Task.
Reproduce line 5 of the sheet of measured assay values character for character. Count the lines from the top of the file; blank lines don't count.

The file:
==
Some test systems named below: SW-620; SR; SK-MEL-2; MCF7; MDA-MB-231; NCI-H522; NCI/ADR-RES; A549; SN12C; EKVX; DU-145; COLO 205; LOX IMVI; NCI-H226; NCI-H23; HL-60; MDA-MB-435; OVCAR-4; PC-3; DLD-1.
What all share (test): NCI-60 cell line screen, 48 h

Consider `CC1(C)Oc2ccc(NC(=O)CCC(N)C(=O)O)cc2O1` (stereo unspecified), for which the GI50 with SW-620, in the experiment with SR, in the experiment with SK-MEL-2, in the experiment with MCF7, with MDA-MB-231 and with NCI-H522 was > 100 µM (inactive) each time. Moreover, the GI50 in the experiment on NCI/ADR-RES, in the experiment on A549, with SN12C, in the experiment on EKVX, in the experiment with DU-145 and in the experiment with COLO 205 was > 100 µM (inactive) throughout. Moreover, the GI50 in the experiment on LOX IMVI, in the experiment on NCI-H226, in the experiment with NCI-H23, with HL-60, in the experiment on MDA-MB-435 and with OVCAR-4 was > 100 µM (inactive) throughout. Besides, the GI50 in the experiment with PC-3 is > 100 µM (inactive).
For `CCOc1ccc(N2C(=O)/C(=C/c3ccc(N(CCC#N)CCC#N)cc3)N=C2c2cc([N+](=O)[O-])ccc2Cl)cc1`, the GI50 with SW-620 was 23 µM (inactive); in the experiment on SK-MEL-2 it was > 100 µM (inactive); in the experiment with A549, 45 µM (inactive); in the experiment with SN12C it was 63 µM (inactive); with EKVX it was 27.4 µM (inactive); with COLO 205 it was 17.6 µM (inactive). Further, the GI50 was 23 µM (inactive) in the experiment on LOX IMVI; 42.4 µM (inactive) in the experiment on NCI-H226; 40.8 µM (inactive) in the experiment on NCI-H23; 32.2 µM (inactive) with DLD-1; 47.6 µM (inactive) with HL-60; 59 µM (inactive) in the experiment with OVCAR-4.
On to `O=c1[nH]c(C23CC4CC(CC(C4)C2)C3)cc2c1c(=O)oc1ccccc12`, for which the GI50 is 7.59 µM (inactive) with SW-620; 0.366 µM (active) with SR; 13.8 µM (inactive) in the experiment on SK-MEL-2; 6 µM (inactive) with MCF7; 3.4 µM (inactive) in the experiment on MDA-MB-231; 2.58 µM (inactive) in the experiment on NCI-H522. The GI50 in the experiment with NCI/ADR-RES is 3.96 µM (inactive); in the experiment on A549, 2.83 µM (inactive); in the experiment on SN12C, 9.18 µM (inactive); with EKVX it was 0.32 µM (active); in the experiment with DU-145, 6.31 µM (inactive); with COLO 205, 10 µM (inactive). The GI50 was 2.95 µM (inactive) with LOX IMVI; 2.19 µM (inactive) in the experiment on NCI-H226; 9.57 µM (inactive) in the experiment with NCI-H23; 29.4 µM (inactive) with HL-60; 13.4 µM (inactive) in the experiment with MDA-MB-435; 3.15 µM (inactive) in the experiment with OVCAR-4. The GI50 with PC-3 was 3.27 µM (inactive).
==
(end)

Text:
On to `O=c1[nH]c(C23CC4CC(CC(C4)C2)C3)cc2c1c(=O)oc1ccccc12`, for which the GI50 is 7.59 µM (inactive) with SW-620; 0.366 µM (active) with SR; 13.8 µM (inactive) in the experiment on SK-MEL-2; 6 µM (inactive) with MCF7; 3.4 µM (inactive) in the experiment on MDA-MB-231; 2.58 µM (inactive) in the experiment on NCI-H522. The GI50 in the experiment with NCI/ADR-RES is 3.96 µM (inactive); in the experiment on A549, 2.83 µM (inactive); in the experiment on SN12C, 9.18 µM (inactive); with EKVX it was 0.32 µM (active); in the experiment with DU-145, 6.31 µM (inactive); with COLO 205, 10 µM (inactive). The GI50 was 2.95 µM (inactive) with LOX IMVI; 2.19 µM (inactive) in the experiment on NCI-H226; 9.57 µM (inactive) in the experiment with NCI-H23; 29.4 µM (inactive) with HL-60; 13.4 µM (inactive) in the experiment with MDA-MB-435; 3.15 µM (inactive) in the experiment with OVCAR-4. The GI50 with PC-3 was 3.27 µM (inactive).